According to a U.S. Customs and Border Protection (CBP) notice to be published on Tuesday, the Department of Homeland Security will implement social media vetting of Chinese visitors to the United States. As part of their visa applications, Chinese U.S. visa applicants will be asked to provide their social media account names for the CBP’s reference.
However, the move should not be misinterpreted as the beginning of a crackdown on Chinese immigration and tourism to the United States by the Trump administration. In fact, a similar vetting system has been in place for visitors from countries included in the U.S. Visa Waiver Program, which was rolled out in 2016 by the Obama administration. Among the nationalities currently asked to provide their social media information rank U.S. allies such as Australia and Japan, as well as European Union countries.
Importantly, submitting one’s social media account names is an optional step that theoretically can be left blank “without a negative interpretation or inference.” Nevertheless, the move to vet U.S. visitors’ social media accounts has been criticized by organizations such as the American Civil Liberties Union (ACLU), Access Now, and the Internet Association—which represents Silicon Valley tech giants—for being invasive and for posing privacy risks to visitors to the United States.
“The choice to hand over this information is technically voluntary,” Nathan White, digital rights organization Access Now’s senior legislative manager, told Politico in a statement about the procedure back in 2016. “But the process to enter the U.S. is confusing, and it’s likely that most visitors will fill out the card completely rather than risk additional questions from intimidating, uniformed officers—the same officers who will decide which of your jokes are funny and which ones make you a security risk.”
The case of China leaves additional questions to be answered, particularly in terms of implementation and whether it’s a measure that will make it easier to implement more stringent procedures in the future. While a large majority of Chinese visitors to the United States are social media users, few of them use platforms common outside China due to state censorship. According to CBP spokeswoman Jennifer Evanitsky, Chinese visitors will be able to submit account names for “any platform they want.” Depending on the social media platform and users’ privacy settings, this may not give the CBP access any valuable information at all since the visibility of shared posts and pictures is often limited to the user’s friends.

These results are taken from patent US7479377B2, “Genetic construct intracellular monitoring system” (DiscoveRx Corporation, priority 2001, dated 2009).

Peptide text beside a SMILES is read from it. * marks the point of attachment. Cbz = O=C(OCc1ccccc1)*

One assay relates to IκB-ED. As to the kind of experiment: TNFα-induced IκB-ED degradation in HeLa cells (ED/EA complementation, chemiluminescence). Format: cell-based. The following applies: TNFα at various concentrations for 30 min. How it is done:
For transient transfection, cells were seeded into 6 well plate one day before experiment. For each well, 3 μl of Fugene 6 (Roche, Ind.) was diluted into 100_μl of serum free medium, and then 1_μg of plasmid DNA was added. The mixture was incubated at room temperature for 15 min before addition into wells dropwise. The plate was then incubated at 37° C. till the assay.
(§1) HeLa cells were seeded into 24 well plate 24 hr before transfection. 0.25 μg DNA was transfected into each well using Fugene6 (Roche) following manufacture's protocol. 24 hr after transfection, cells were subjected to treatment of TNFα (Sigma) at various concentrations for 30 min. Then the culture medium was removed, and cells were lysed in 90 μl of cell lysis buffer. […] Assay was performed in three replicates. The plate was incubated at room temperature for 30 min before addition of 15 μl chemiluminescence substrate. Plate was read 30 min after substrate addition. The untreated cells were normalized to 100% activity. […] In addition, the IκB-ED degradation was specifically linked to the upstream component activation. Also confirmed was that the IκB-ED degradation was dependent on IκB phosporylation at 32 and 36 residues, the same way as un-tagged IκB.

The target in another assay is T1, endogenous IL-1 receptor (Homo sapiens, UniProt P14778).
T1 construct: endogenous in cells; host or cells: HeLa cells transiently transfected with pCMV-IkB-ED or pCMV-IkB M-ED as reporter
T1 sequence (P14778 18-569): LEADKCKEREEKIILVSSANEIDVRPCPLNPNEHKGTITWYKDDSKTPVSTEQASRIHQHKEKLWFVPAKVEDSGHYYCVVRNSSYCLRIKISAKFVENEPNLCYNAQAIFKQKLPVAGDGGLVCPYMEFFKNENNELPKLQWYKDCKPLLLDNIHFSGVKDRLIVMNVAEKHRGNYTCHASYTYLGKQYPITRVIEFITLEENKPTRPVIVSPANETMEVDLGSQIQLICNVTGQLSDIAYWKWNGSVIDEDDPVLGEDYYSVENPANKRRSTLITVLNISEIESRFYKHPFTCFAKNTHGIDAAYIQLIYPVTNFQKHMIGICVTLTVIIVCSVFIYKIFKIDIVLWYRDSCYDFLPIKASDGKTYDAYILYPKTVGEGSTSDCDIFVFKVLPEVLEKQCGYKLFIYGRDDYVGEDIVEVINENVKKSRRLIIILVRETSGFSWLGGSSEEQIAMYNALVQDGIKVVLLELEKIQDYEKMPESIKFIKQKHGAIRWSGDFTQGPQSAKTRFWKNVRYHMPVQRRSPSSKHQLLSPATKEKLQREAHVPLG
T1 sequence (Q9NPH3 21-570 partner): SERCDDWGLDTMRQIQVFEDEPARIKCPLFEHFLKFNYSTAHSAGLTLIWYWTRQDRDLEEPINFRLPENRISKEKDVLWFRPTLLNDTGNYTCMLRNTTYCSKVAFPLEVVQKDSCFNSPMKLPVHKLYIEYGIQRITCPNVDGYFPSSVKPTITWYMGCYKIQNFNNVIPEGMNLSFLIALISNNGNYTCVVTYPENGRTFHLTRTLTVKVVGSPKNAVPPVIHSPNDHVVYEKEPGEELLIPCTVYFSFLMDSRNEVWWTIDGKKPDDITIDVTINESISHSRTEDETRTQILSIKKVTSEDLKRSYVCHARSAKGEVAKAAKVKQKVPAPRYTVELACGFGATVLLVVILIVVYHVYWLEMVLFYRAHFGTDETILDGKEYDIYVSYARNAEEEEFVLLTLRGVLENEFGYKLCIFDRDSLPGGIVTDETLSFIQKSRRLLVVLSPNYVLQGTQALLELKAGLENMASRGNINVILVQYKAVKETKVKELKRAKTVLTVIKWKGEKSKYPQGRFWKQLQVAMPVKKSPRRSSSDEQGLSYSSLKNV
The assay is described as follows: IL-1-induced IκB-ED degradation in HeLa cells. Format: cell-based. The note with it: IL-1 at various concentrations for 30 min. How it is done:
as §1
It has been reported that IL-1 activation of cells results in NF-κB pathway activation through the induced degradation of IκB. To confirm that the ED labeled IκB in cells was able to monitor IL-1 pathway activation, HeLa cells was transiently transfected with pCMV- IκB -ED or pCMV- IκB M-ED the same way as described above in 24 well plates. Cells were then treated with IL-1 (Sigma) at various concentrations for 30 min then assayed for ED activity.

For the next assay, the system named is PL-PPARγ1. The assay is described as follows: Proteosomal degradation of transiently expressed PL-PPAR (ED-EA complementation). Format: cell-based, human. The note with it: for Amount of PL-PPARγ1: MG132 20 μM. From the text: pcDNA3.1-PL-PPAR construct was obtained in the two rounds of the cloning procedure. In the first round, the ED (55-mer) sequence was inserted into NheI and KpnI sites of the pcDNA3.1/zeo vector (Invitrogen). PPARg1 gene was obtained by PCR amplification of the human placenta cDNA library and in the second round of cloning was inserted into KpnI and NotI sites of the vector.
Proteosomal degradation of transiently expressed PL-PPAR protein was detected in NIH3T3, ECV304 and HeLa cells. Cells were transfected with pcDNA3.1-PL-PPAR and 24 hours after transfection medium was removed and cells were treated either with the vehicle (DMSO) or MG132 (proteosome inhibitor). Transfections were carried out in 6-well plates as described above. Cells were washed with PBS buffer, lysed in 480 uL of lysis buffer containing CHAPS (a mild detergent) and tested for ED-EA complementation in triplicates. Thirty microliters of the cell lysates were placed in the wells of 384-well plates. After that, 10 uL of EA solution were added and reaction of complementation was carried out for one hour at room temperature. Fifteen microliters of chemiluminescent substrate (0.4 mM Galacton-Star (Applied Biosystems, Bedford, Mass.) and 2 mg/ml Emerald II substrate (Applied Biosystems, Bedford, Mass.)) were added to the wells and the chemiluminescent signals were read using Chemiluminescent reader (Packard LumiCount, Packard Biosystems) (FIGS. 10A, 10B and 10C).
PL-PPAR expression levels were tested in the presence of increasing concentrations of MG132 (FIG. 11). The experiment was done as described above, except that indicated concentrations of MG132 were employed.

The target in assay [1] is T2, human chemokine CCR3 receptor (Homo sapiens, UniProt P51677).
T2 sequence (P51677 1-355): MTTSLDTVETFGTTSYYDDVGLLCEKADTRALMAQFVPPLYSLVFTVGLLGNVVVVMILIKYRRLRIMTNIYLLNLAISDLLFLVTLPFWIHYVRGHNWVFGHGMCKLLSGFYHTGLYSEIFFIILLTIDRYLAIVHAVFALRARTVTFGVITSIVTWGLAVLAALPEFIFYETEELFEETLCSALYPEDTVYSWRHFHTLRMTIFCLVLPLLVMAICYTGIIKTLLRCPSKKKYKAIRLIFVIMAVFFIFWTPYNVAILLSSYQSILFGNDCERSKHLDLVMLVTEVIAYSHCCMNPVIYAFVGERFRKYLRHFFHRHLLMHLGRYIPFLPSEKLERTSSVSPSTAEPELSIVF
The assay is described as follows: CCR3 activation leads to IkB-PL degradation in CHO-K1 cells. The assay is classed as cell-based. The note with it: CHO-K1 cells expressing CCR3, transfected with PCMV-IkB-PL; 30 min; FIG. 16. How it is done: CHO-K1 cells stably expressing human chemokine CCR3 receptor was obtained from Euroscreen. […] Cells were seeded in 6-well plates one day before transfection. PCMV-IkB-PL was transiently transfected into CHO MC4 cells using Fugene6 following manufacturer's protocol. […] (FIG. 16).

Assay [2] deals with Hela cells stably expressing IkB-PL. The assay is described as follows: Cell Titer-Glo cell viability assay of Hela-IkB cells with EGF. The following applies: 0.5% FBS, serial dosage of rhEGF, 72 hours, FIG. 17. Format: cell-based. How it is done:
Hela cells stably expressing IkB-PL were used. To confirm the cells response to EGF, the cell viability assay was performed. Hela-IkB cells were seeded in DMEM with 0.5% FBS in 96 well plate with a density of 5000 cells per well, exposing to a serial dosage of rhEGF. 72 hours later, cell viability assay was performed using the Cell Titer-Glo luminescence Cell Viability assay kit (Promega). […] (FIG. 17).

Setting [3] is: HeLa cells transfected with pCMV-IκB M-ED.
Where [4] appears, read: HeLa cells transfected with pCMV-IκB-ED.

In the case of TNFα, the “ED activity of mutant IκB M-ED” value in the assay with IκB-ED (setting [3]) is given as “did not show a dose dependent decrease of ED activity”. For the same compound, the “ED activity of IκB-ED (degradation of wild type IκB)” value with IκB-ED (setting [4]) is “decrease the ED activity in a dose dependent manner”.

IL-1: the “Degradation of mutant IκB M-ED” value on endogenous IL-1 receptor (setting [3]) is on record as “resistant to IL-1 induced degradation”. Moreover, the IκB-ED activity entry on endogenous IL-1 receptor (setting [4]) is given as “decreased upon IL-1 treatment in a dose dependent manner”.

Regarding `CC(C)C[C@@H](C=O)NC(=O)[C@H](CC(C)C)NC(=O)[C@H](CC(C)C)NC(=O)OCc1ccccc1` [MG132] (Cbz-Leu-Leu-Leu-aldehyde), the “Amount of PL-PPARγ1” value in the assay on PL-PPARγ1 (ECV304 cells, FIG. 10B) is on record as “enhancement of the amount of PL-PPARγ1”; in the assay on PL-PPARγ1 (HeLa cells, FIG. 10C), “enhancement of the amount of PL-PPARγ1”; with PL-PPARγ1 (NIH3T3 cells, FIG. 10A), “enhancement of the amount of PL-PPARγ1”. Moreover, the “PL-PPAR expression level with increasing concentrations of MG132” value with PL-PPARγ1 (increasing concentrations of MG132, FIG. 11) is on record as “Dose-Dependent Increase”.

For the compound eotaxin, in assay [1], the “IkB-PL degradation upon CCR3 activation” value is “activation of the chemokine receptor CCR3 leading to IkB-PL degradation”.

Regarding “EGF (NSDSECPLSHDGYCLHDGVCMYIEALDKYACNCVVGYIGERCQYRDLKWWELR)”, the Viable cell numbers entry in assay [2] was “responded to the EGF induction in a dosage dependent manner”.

Concerns that such measures could be extended into more invasive policy in the future is not entirely unfounded. Homeland Security Secretary John Kelly previously told the Homeland Security Committee at a hearing that visa applicants from the seven countries affected by Trump’s executive order on immigration may be asked to submit their social media passwords at U.S. embassies when applying for visas. While it’s very unlikely that such stringent procedures would be implemented for Chinese visitors at this point, it does underline that social media is viewed as an increasingly important tool to vet visa applicants.
The new policy of asking Chinese visa applicants for their social media account names also raises questions about the future of visa policies toward Chinese nationals, and whether it should be viewed as a first step toward tougher visa requirements. In practice, however, it makes the information required by Chinese visitors more similar to that required from nationals of countries that have long represented important overseas tourism markets.
The new visa application format for Chinese visitors to the United States is expected to be rolled out after a 60-day notice period.